Report: Troop withdrawal in five years

The United States should halve its military presence in Iraq within three years and completely pull out within five years, the latest US report on the war-scarred country said Sunday.

Only then will Iraq’s government, which has so far been a “disappointment,” take on its own security responsibilities to rebuild the nation, the report by the United States Institute of Peace said.

“The United States faces too many challenges around the world to continue its current level of effort in Iraq, or even the deployment that was in place before the surge,” the report said.

A sustainable military presence “is likely no more than half the current level within three years, with a view to removing all units within five years, when all US bases should be turned over to the Iraqi government,” it said.

“Only when the Iraqis and their neighbors perceive the real prospect of US withdrawal will they feel the need to take on greater responsibility.”

The institute’s report was released at the start of a week of drama in Washington as General David Petraeus and Baghdad ambassador Ryan Crocker, the top two Americans in Iraq, prepare to testify in Congress Monday and Tuesday.

They face a hostile barrage from Democrats over if and when troops can come home from a four-year war that has killed more than 3,700 US soldiers, tens of thousands of Iraqis and cost half a trillion dollars.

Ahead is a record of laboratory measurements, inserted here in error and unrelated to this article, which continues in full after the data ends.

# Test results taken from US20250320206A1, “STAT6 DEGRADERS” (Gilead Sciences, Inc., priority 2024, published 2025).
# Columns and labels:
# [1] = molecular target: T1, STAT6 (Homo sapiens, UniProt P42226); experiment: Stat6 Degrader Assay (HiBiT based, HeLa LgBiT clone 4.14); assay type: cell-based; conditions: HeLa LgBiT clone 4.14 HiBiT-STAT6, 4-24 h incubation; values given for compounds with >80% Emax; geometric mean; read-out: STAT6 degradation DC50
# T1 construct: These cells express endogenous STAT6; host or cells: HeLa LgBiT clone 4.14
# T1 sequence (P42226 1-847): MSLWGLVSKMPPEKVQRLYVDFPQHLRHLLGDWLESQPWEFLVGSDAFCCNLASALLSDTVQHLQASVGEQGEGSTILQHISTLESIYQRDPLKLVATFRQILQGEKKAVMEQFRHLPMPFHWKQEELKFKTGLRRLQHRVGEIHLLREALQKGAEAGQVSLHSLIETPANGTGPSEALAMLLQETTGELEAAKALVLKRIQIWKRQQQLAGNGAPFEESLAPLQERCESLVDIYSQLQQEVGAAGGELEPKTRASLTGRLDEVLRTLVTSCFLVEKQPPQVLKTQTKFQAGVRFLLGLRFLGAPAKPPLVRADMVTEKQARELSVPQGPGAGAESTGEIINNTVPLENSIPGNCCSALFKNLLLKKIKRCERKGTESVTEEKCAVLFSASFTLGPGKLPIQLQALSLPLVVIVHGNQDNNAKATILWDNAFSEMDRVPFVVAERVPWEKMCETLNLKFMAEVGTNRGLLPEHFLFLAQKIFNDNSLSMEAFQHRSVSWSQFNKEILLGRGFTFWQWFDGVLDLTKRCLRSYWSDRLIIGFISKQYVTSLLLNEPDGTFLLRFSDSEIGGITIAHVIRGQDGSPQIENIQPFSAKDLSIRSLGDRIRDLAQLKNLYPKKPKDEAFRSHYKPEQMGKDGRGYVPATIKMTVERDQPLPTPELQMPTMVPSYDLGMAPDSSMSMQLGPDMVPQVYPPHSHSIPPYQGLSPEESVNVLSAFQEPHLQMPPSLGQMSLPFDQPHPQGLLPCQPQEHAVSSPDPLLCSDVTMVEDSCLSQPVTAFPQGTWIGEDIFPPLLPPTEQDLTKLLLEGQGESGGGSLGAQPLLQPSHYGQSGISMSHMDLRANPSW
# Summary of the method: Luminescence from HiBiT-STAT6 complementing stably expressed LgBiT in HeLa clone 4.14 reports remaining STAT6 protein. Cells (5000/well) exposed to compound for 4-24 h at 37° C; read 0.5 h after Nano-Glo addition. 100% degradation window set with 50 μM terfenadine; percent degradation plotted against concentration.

Petraeus will argue that the contentious strategy announced by President George W. Bush in January of surging 28,500 extra troops into Iraq has slashed sectarian violence and should be extended.

But he also is expected to accept gradual cuts in the 168,000 strong US garrison in Iraq, beginning early next year — although that is unlikely to satisfy anti-war Democrats.

The new recommendations were issued at the institute’s behest by several experts who sat on the Iraq Study Group, a high-profile bipartisan commission that last December appealed for a new course in the war-torn nation.

The study group called for diplomatic overtures to Iran and Syria in a bid to stabilize Iraq, a series of benchmarks to judge progress by Iraqi authorities, and a US shift away from combat and to training Iraqi forces.

Those recommendations were largely reprised by the Institute of Peace, which ran the Iraq Study Group, and which works to prevent international conflict and promote post-conflict development.

The Bush administration should focus on five key objectives as it charts its next steps in Iraq, the institute’s report said. Those were:

— Prevent Iraq from becoming a safe haven for international terrorists;

— Restore US credibility, prestige and capacity to act worldwide;

— Improve regional stability;

— Limit and redirect Iranian influence;

— Maintain Iraq as a single, independent state.

“The time has come to chart a clearer path forward, taking into account the regional and global contexts,” the report said.

“Americans want an approach that protects US vital interests and can therefore be supported across a wide range of the political spectrum.”

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